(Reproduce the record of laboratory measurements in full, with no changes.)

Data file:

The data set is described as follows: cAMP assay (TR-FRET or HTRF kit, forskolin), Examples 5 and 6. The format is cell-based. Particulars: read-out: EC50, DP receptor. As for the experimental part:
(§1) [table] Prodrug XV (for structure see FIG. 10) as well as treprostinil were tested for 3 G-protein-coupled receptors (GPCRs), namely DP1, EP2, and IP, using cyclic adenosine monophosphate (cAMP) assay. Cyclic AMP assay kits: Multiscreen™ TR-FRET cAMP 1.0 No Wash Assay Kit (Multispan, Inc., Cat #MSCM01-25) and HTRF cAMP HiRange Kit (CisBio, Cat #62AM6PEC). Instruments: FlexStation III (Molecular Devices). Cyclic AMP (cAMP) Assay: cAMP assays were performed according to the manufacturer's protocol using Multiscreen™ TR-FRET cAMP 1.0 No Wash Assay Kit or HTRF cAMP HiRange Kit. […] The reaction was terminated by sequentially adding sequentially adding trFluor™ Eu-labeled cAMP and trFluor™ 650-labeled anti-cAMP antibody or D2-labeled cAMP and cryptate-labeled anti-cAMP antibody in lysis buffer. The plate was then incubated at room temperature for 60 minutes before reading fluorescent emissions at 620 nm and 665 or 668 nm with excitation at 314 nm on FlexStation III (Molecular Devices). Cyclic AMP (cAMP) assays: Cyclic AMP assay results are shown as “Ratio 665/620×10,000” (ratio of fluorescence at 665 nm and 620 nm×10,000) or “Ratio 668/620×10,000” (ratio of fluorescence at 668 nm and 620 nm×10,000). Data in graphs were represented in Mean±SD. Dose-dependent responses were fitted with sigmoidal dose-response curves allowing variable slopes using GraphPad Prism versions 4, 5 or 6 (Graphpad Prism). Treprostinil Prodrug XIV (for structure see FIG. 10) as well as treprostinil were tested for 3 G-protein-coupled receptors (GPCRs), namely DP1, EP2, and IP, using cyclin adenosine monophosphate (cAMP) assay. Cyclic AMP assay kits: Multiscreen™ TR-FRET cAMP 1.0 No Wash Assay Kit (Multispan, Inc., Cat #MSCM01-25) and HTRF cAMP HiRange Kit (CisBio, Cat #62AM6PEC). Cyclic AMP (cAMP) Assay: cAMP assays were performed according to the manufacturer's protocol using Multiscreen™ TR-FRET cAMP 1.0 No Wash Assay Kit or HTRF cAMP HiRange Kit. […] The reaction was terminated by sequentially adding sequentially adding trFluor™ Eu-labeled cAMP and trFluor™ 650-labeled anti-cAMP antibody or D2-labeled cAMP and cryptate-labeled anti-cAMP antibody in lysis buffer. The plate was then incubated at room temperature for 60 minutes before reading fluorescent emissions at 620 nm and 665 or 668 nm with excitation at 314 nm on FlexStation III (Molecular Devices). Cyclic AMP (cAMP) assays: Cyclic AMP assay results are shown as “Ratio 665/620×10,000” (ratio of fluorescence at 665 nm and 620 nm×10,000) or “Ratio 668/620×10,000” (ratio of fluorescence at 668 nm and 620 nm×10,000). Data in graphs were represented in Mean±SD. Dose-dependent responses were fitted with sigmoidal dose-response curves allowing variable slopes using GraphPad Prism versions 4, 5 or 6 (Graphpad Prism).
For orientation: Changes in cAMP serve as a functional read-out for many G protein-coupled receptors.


The data set is described as follows: cAMP assay (TR-FRET or HTRF kit, forskolin), Examples 5 and 6. The format is cell-based. Particulars: read-out: EC50, DP receptor. As for the experimental part:
(§1) [table] Prodrug XV (for structure see FIG. 10) as well as treprostinil were tested for 3 G-protein-coupled receptors (GPCRs), namely DP1, EP2, and IP, using cyclic adenosine monophosphate (cAMP) assay. Cyclic AMP assay kits: Multiscreen™ TR-FRET cAMP 1.0 No Wash Assay Kit (Multispan, Inc., Cat #MSCM01-25) and HTRF cAMP HiRange Kit (CisBio, Cat #62AM6PEC). Instruments: FlexStation III (Molecular Devices). Cyclic AMP (cAMP) Assay: cAMP assays were performed according to the manufacturer's protocol using Multiscreen™ TR-FRET cAMP 1.0 No Wash Assay Kit or HTRF cAMP HiRange Kit. […] The reaction was terminated by sequentially adding sequentially adding trFluor™ Eu-labeled cAMP and trFluor™ 650-labeled anti-cAMP antibody or D2-labeled cAMP and cryptate-labeled anti-cAMP antibody in lysis buffer. The plate was then incubated at room temperature for 60 minutes before reading fluorescent emissions at 620 nm and 665 or 668 nm with excitation at 314 nm on FlexStation III (Molecular Devices). Cyclic AMP (cAMP) assays: Cyclic AMP assay results are shown as “Ratio 665/620×10,000” (ratio of fluorescence at 665 nm and 620 nm×10,000) or “Ratio 668/620×10,000” (ratio of fluorescence at 668 nm and 620 nm×10,000). Data in graphs were represented in Mean±SD. Dose-dependent responses were fitted with sigmoidal dose-response curves allowing variable slopes using GraphPad Prism versions 4, 5 or 6 (Graphpad Prism). Treprostinil Prodrug XIV (for structure see FIG. 10) as well as treprostinil were tested for 3 G-protein-coupled receptors (GPCRs), namely DP1, EP2, and IP, using cyclin adenosine monophosphate (cAMP) assay. Cyclic AMP assay kits: Multiscreen™ TR-FRET cAMP 1.0 No Wash Assay Kit (Multispan, Inc., Cat #MSCM01-25) and HTRF cAMP HiRange Kit (CisBio, Cat #62AM6PEC). Cyclic AMP (cAMP) Assay: cAMP assays were performed according to the manufacturer's protocol using Multiscreen™ TR-FRET cAMP 1.0 No Wash Assay Kit or HTRF cAMP HiRange Kit. […] The reaction was terminated by sequentially adding sequentially adding trFluor™ Eu-labeled cAMP and trFluor™ 650-labeled anti-cAMP antibody or D2-labeled cAMP and cryptate-labeled anti-cAMP antibody in lysis buffer. The plate was then incubated at room temperature for 60 minutes before reading fluorescent emissions at 620 nm and 665 or 668 nm with excitation at 314 nm on FlexStation III (Molecular Devices). Cyclic AMP (cAMP) assays: Cyclic AMP assay results are shown as “Ratio 665/620×10,000” (ratio of fluorescence at 665 nm and 620 nm×10,000) or “Ratio 668/620×10,000” (ratio of fluorescence at 668 nm and 620 nm×10,000). Data in graphs were represented in Mean±SD. Dose-dependent responses were fitted with sigmoidal dose-response curves allowing variable slopes using GraphPad Prism versions 4, 5 or 6 (Graphpad Prism).
For orientation: Changes in cAMP serve as a functional read-out for many G protein-coupled receptors.